UCL School of Slavonic and East European Studies (SSEES)


Why Study Languages


"A global Britain following our exit from the European Union will also need greater investment in languages to build and sustain relationships" -Director of European Department, FCO from British Council 'Languages for the Future report '17.

Languages are taught at degree level at both UCL School of Slavonic and East European Studies (SSEES) and UCL School of European Languages, Culture and Society (SELCS). Amongst these two departments UCL can offer over 280 combinations in the Modern Languages BA and many that cannot be studied in conjunction anywhere else in the UK.

At SSEES, we cover languages from two major language families of the world (Indo-European and Uralic): alongside the Slavonic languages (Czech, Polish, Slovak, Bulgarian, Macedonian, Serbian/Croatian, Slovene, Belorussian, Russian, Ukrainian) which are spoken across the region, you can study Romanian – a Romance language closely related to Italian, French, and Spanish –, Albanian, two Baltic languages: Latvian and Lithuanian, as well as Estonian, Finnish, and Hungarian: the three Uralic languages which are among the official languages of the EU (other Uralic languages are spoken by ethnic minorities in Russia). Studying one of the languages of the region will not only enhance your communication skills, it will also allow you to understand the diverse cultural resources of our world and to appreciate different patterns of life in various parts of Europe, as well as to switch between languages and cultural contexts flexibly. We cannot understand people without talking to them. So, why not learn one of the languages of Central and Eastern Europe?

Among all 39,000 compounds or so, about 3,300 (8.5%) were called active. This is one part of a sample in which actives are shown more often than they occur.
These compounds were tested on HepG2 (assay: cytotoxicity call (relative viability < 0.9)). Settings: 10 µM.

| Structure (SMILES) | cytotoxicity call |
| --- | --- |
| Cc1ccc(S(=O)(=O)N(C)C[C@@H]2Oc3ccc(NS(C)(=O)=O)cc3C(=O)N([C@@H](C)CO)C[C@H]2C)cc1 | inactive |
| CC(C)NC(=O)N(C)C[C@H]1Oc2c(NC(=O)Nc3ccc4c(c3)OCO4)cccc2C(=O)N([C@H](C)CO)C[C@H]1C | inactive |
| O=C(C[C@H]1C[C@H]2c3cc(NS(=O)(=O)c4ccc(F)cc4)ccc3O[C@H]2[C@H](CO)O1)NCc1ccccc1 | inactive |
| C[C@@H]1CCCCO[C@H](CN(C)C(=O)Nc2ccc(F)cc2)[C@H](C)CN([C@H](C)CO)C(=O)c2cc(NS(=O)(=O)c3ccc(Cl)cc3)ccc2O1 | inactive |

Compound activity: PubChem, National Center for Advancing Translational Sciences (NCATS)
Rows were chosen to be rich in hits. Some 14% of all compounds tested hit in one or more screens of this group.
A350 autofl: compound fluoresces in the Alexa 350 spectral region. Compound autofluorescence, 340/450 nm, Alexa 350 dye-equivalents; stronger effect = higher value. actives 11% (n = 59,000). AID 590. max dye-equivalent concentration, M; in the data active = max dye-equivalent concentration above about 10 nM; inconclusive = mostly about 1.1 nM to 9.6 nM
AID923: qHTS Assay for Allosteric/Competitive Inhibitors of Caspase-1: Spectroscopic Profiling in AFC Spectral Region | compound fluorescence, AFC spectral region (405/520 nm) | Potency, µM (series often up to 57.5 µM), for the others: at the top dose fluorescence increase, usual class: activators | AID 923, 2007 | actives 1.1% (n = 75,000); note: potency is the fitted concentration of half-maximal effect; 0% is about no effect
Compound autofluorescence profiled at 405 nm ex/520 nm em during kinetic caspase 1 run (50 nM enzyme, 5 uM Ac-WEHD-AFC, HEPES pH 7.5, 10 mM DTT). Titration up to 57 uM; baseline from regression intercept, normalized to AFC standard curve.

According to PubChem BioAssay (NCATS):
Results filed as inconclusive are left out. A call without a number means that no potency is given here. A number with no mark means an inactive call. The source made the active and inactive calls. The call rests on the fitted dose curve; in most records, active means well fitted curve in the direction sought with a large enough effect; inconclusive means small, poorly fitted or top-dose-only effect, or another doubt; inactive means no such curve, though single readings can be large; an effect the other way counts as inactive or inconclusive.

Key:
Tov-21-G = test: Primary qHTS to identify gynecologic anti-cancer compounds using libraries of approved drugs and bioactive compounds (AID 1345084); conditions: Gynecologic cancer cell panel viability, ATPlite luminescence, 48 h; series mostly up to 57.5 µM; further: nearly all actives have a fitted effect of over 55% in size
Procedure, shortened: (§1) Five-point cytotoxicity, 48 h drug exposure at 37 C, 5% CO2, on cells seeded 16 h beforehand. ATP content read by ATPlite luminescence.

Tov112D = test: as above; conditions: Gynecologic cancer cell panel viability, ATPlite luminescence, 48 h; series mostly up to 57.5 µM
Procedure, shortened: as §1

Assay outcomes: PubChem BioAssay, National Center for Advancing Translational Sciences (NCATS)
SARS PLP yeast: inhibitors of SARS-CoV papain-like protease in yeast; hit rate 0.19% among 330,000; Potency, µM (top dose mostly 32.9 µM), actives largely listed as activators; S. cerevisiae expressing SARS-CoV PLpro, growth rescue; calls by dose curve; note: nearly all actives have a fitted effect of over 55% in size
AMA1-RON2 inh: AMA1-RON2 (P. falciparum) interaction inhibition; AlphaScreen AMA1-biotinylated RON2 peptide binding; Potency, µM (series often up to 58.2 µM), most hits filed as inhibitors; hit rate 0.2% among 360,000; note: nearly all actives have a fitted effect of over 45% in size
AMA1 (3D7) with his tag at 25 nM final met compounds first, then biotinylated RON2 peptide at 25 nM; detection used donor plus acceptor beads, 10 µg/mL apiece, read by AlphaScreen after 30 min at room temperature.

Our study and research at UCL focuses on the literature, linguistic traditions, history, sociology, philosophy, art, film and other aspects of the cultures associated with the languages we teach. Our taught programmes are innovative and interdisciplinary; academic colleagues and students engage with many urgent concerns facing the world today by understanding Europe’s languages, cultures and histories and their impact globally.